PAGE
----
Katy Elliott

A daily design journal about new england life, home decorating resources, and renovating a 257-year-old house in Marblehead, MA.

Back To Green Molding

Posted on | October 28, 2010 | 10 Comments

I’m back to thinking about painting my molding green in then den. Yes, we have a few other tentative projects that may finally be taking shape (if you follow me on twitter) but talking about paint is way more fun.

The molding conversation has been going on for over a year now? I’m seriously not that indecisive but other things are holding me up from painting the room. I am waiting to get my chimneys, electric, and possibly the ceiling rehung before I paint. I’ve had a lot of time to think about colors and test out every green paint under the sun. I forget about the project for months and then I come back to it after seeing an amazing green room in a magazine or in a house in Marblehead.

Last weekend a friend and I stopped into the Marblehead Arts Association. The first floor gallery as this amazing molding painted a sage green. I’ve stared at this room a hundred times this past summer…seeing the room paired with stripped floors really seals the deal for me. I want to paint my molding green!

I don’t want to do my walls as white but a little creamier. My two favorite greens are Farrow & Balls’s Cooking Apple Green and Verte De Terre. Below snapshots of the gallery from my iphone and a shot of the room in question.


Fireplace in Den

Related Posts:
What Color Do I Paint The Molding?
Ordering Sample Paint Pots
Green Paint Samples on Wall

Tomato Party!

Posted on | October 22, 2010 | 11 Comments

The thing I’ll miss most about summer? Tomatoes! They never taste as sweet, juicy, and earthy as they do in August and September. Our first year in the house we grew our own tomatoes which kinda ended in a disaster because it was the year of the monsoon. This year I opted for our local farmer’s market which turned out to be way better. I was able to find a larger selection and I was cooking with tomatoes a lot earlier in the summer then when I grew them.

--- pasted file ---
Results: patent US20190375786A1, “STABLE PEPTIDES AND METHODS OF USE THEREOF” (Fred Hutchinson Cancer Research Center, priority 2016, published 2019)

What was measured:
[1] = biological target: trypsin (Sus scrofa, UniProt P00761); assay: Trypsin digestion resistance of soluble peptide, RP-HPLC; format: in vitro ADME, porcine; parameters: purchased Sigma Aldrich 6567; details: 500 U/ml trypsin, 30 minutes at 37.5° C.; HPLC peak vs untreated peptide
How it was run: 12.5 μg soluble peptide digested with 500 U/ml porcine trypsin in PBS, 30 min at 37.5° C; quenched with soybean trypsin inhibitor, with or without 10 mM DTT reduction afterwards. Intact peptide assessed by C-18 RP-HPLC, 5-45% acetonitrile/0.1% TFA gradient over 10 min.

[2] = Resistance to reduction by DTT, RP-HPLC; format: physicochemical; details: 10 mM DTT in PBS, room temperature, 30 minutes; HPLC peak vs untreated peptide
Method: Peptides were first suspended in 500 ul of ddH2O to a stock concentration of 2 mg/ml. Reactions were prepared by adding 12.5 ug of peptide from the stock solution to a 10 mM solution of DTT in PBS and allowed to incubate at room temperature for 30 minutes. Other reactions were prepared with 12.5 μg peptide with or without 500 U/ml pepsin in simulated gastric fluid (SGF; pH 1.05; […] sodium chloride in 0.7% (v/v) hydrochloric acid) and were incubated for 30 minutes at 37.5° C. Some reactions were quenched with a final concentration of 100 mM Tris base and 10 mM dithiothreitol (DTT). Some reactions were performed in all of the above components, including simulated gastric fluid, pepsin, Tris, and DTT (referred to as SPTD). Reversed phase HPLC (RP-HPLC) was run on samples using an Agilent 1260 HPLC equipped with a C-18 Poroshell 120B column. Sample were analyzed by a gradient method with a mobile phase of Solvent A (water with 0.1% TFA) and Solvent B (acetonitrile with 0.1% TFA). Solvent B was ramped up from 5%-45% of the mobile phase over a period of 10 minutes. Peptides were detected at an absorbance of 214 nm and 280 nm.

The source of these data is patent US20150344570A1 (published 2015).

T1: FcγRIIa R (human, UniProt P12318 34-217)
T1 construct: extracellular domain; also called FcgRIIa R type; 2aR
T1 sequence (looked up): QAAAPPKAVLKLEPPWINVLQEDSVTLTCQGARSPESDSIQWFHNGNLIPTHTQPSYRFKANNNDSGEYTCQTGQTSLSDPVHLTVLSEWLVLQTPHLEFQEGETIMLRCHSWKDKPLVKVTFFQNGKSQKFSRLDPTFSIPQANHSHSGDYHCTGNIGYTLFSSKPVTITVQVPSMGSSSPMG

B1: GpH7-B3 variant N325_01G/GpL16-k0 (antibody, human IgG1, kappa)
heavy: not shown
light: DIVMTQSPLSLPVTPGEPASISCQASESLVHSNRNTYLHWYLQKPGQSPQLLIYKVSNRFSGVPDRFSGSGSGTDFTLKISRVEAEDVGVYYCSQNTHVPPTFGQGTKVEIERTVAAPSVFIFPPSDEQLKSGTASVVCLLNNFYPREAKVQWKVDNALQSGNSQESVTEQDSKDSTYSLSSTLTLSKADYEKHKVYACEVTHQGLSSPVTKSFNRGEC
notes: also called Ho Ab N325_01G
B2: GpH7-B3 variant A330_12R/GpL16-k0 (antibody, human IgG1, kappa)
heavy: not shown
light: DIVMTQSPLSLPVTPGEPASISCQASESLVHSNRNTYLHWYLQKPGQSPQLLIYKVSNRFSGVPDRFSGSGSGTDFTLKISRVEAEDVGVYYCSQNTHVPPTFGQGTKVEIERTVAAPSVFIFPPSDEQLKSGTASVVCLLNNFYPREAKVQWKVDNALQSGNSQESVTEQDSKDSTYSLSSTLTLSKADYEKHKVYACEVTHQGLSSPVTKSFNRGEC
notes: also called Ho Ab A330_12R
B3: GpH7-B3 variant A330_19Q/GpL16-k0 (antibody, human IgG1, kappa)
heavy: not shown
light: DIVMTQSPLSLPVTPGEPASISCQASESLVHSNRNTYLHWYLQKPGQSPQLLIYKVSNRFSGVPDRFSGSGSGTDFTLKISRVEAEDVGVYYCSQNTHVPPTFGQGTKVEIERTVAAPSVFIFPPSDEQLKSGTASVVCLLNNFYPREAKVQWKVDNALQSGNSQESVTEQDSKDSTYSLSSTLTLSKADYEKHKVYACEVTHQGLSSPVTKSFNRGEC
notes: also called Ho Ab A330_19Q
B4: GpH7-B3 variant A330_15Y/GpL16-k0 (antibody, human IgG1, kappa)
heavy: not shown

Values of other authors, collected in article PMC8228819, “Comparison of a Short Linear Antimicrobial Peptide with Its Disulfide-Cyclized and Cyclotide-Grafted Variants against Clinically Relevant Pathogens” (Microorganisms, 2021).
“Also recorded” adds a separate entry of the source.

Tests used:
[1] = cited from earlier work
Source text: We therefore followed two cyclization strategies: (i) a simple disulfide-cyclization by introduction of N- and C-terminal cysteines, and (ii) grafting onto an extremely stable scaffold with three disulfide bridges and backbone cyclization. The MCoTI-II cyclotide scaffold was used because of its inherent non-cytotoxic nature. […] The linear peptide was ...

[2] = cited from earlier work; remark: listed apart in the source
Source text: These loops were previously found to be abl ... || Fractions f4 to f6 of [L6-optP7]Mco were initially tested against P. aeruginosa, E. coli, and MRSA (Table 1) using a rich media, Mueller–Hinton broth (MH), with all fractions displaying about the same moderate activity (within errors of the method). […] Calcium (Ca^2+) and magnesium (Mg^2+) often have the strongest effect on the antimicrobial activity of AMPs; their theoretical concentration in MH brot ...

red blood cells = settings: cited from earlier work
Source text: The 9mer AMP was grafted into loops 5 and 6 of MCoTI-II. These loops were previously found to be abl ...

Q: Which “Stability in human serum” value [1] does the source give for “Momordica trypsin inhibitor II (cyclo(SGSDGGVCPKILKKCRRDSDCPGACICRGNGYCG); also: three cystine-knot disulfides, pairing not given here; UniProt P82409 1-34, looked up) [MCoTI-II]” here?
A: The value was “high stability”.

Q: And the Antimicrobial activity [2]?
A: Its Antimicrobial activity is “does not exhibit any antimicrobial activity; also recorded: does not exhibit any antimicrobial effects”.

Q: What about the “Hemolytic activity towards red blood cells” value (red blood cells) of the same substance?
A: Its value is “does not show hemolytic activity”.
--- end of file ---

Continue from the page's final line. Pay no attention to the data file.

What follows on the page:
A few of our favorites we made this summer. Above a homemade pizza crust (I used Jim Lahey’s recipe) with homemade pesto and roasted heirloom tomatoes on top. I roasted the tomatoes in the oven with olive oil before adding to the pizza and baking. Freakin’ deliciousness. Beautiful for a get together with friends or a special weekend lunch. Heats up great the next day too!

I made three or four batches of homemade tomato sauce. I tried it chunky and smooth. For me the best technique was to first squeeze the tomatoes through a sieve catching all the seeds and then cooking down the skins with the tomatoes. Once the sauce was done I milled the sauce getting out all the chunks. I realize I could have just mill it once and saved myself a step. Usually I began each sauce thinking I wanted it to be chunky and then in the last fifteen I would switch to wanting it smooth. Neurotic yes.

We can still find tomatoes at our farmer’s market and I made one last batch of sauce yesterday afternoon. Every time Greg takes his first bite he freaks out with excitement. But how could you not? Homemade tomato sauce ranks right up there with swimming in the ocean on the first hot day of summer.

Katy’s version of homemade tomato sauce

1/2 cup vidala onion chopped
2 cloves of garlic chopped
1 carrot grated
1 celery chopped
about 8-10 lbs of tomatoes
salt & pepper to taste
A bunch of fresh basil

First, I wash and chop the tomatoes in half. I then push each of the tomatoes through a wire sieve. I try to grab as many of the seeds I can but I spend a little time smooshing it though so I can get all the juice into bowl. Again, probably not necessary if you plan to mill the sauce afterwords. I throw all the ingredients into my big dutch oven (except for the basil) with some olive oil, turn the burner to low and cook it down for about 2-3 hours. The range is based on what kind of tomatoes you use. Plums have less water but the tomatoes I used above took a little longer because of their high water content. Once the sauce has cooked down I used a mill to get all the skins out. Add about a cup of fresh chopped basil if you like and serve.

Of course there are a million variations of this basic sauce recipe. Some people don’t add the carrot or celery. It all depends on what you like. Everyone has different tweaks and methods. This is just the way I made it based on advice from friends and grandmas.





Related Posts:
Fried Green Tomatoes
Recipe: Ratatouille and Sausage Potpie With Cornmeal Biscuits
I Hate My Tomatoes

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